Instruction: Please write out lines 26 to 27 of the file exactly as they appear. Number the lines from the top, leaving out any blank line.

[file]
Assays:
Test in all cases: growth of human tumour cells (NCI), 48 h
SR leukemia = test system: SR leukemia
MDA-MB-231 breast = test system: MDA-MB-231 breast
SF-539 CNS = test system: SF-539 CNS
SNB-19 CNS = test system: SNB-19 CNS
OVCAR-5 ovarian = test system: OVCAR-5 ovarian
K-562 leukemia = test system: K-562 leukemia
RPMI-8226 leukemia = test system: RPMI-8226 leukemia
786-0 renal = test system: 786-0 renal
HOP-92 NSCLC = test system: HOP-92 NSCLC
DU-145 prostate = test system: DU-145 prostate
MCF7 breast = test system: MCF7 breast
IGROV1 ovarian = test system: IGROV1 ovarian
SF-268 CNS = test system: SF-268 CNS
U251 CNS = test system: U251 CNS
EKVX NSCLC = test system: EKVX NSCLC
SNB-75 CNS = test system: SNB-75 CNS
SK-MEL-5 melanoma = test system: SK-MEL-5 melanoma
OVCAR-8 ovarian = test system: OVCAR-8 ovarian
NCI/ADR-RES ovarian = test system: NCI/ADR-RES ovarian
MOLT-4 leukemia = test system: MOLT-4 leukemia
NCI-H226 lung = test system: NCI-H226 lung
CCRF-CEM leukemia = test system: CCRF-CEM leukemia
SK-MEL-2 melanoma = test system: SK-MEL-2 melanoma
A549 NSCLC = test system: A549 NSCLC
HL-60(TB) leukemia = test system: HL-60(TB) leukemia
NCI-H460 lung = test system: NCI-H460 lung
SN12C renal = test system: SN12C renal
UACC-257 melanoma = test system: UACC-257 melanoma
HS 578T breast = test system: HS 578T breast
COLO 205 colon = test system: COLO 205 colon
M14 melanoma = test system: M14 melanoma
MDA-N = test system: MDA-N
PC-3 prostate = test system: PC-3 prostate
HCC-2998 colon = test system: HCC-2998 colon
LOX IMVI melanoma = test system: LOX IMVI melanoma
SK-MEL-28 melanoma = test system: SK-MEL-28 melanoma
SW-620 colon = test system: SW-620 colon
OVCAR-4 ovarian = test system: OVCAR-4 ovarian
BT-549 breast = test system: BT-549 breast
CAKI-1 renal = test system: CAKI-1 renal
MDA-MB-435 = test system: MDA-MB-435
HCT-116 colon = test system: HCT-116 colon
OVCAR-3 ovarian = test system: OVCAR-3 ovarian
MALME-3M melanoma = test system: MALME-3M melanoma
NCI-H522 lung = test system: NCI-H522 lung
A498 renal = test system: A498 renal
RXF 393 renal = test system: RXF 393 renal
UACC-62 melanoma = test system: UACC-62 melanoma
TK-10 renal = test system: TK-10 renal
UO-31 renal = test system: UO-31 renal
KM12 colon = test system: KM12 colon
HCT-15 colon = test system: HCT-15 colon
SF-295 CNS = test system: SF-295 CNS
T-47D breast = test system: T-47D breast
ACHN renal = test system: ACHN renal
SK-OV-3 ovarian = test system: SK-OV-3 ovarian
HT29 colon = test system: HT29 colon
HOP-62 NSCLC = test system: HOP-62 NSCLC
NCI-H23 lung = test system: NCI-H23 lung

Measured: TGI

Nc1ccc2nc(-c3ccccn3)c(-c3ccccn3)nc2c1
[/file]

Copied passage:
A549 NSCLC = test system: A549 NSCLC
HL-60(TB) leukemia = test system: HL-60(TB) leukemia